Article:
5 Key Considerations When Buying a Chicken Farm for Sale

Josiah Wilmoth's Photo
By Josiah Wilmoth Updated May 22, 2022


Are you looking to start a poultry farm or upgrade the one you already have? The first thing you’ll need to do is have enough land. Here are five key considerations when buying a chicken farm for sale.

5 Key Considerations When Buying a Chicken Farm for Sale

Do you enjoy waking up to see the sunrise and experience crisp morning air? Or maybe you have what it takes to take care of many animals and tend to your crops. If either of these sounds like your dream lifestyle, you’re probably in the market to start a farm.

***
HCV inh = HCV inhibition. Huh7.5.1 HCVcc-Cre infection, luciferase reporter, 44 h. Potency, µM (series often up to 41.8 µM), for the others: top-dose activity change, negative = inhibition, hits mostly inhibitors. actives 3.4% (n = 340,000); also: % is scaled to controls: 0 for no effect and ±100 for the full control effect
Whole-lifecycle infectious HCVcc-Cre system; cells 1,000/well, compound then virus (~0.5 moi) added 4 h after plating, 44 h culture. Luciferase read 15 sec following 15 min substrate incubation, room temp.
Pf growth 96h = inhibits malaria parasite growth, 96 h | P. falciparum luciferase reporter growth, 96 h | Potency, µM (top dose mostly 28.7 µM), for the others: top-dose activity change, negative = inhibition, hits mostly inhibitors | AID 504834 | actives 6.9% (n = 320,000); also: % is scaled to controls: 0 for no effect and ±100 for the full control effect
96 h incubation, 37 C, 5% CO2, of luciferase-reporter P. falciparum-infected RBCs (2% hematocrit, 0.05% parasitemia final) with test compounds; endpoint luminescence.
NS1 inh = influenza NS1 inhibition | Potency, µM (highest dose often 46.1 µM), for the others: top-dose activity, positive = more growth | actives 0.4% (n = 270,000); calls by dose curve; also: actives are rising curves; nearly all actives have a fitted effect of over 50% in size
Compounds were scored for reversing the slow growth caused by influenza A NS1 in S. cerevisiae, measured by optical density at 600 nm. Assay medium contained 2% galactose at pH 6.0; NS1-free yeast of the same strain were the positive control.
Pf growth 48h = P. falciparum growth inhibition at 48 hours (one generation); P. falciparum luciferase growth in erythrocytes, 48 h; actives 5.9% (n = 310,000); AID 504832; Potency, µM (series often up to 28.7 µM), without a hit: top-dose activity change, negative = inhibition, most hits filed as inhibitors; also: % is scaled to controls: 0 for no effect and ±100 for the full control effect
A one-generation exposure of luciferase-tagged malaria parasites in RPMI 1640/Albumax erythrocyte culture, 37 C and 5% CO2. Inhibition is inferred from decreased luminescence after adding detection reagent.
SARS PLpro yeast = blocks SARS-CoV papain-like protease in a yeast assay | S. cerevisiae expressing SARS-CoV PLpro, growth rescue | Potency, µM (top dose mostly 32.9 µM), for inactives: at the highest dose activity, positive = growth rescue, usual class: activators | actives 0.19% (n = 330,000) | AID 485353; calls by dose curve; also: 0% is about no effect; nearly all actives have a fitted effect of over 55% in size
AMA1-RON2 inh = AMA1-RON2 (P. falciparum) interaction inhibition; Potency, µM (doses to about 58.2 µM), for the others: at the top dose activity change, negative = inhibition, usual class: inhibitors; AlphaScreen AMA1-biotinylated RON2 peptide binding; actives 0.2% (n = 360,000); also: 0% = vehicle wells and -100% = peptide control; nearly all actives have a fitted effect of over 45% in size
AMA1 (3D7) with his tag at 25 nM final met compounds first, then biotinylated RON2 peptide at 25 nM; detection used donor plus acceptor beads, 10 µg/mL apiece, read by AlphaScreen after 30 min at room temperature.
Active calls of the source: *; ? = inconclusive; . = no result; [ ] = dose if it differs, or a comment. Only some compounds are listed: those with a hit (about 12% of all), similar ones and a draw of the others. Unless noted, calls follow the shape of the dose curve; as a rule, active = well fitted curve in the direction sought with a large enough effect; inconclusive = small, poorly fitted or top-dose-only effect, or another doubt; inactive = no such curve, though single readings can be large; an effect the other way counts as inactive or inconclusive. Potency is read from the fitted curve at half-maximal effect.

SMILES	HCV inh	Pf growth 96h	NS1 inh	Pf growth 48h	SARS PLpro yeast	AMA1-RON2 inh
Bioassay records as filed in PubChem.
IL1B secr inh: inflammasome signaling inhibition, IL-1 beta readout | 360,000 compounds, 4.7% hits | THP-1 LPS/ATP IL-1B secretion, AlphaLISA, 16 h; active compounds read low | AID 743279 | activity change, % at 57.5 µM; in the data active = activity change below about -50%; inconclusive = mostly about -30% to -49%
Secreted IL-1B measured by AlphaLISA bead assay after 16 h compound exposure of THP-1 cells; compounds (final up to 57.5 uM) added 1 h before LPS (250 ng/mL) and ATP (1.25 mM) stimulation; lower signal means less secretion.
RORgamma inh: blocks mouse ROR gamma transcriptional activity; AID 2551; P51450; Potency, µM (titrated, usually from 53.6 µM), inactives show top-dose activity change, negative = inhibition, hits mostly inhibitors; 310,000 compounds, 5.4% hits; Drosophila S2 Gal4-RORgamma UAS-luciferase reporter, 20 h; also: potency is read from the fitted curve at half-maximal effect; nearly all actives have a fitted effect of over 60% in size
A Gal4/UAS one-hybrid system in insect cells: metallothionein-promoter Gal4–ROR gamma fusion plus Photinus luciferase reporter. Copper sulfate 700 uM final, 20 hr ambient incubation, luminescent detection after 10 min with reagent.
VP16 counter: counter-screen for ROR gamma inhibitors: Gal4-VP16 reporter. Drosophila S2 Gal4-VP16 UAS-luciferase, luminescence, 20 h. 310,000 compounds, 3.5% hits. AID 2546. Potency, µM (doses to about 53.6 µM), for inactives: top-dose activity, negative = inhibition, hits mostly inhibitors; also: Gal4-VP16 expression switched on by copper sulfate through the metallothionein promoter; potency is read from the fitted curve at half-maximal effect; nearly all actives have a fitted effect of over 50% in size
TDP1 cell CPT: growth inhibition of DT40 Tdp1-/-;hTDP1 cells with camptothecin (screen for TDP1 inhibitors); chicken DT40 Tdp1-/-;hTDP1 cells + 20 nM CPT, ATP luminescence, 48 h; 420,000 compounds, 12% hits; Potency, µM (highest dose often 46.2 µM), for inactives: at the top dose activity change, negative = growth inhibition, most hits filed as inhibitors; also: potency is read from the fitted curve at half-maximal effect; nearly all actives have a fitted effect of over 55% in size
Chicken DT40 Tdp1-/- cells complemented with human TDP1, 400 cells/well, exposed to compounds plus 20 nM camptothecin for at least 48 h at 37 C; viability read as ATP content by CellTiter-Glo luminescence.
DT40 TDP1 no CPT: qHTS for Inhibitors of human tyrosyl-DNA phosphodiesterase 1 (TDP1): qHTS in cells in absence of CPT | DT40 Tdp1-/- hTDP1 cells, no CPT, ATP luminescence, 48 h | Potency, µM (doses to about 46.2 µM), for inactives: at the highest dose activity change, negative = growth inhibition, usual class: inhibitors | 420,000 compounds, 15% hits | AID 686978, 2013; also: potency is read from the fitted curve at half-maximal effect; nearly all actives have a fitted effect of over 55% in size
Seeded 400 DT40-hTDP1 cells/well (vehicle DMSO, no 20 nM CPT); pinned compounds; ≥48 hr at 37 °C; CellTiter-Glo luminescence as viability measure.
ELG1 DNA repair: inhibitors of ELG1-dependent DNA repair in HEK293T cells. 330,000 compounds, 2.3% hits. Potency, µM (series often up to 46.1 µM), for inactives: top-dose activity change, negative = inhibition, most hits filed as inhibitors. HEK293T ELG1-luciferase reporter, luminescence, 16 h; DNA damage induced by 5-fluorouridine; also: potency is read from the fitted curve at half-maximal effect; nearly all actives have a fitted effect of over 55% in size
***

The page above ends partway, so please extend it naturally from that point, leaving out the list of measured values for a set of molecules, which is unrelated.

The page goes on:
There are a few key considerations to take into account when starting a farm. You need to be well versed in the specific farming industry you want to go into and have all the proper requirements. One of the most important ones is to have quality land that’s specific to your farming needs. For those of you that are looking to start a poultry farm, here are five key considerations when buying a chicken farm.


Finding Properties for Sale

Now that you’ve decided on the type of farm you are wanting to own, it’s time to find properties for sale. You have two options when choosing properties. You can either buy an existing farm or you can buy land and completely start from scratch. Both options have their own pros and cons, so let’s look over them.